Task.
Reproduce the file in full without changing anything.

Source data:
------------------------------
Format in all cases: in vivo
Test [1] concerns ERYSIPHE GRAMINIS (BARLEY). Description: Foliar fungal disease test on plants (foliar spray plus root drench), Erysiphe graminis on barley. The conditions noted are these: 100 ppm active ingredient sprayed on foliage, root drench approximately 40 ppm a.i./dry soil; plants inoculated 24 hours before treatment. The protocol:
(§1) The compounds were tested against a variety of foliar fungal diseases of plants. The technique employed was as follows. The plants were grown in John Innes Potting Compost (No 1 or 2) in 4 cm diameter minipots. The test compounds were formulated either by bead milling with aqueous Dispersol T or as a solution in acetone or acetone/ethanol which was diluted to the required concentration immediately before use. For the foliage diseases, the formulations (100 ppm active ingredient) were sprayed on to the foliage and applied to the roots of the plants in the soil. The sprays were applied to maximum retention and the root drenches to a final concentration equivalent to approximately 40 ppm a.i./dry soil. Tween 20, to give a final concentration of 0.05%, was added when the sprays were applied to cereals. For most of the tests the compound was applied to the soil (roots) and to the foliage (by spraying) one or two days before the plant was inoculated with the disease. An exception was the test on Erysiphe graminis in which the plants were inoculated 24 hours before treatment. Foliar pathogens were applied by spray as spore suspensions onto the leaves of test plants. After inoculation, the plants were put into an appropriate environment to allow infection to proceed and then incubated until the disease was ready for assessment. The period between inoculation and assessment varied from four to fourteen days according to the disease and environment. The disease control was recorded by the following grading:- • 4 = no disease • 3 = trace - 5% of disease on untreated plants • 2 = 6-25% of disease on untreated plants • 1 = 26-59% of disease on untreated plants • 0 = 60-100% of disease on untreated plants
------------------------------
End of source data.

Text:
Format in all cases: in vivo
Test [1] concerns ERYSIPHE GRAMINIS (BARLEY). Description: Foliar fungal disease test on plants (foliar spray plus root drench), Erysiphe graminis on barley. The conditions noted are these: 100 ppm active ingredient sprayed on foliage, root drench approximately 40 ppm a.i./dry soil; plants inoculated 24 hours before treatment. The protocol:
(§1) The compounds were tested against a variety of foliar fungal diseases of plants. The technique employed was as follows. The plants were grown in John Innes Potting Compost (No 1 or 2) in 4 cm diameter minipots. The test compounds were formulated either by bead milling with aqueous Dispersol T or as a solution in acetone or acetone/ethanol which was diluted to the required concentration immediately before use. For the foliage diseases, the formulations (100 ppm active ingredient) were sprayed on to the foliage and applied to the roots of the plants in the soil. The sprays were applied to maximum retention and the root drenches to a final concentration equivalent to approximately 40 ppm a.i./dry soil. Tween 20, to give a final concentration of 0.05%, was added when the sprays were applied to cereals. For most of the tests the compound was applied to the soil (roots) and to the foliage (by spraying) one or two days before the plant was inoculated with the disease. An exception was the test on Erysiphe graminis in which the plants were inoculated 24 hours before treatment. Foliar pathogens were applied by spray as spore suspensions onto the leaves of test plants. After inoculation, the plants were put into an appropriate environment to allow infection to proceed and then incubated until the disease was ready for assessment. The period between inoculation and assessment varied from four to fourteen days according to the disease and environment. The disease control was recorded by the following grading:- • 4 = no disease • 3 = trace - 5% of disease on untreated plants • 2 = 6-25% of disease on untreated plants • 1 = 26-59% of disease on untreated plants • 0 = 60-100% of disease on untreated plants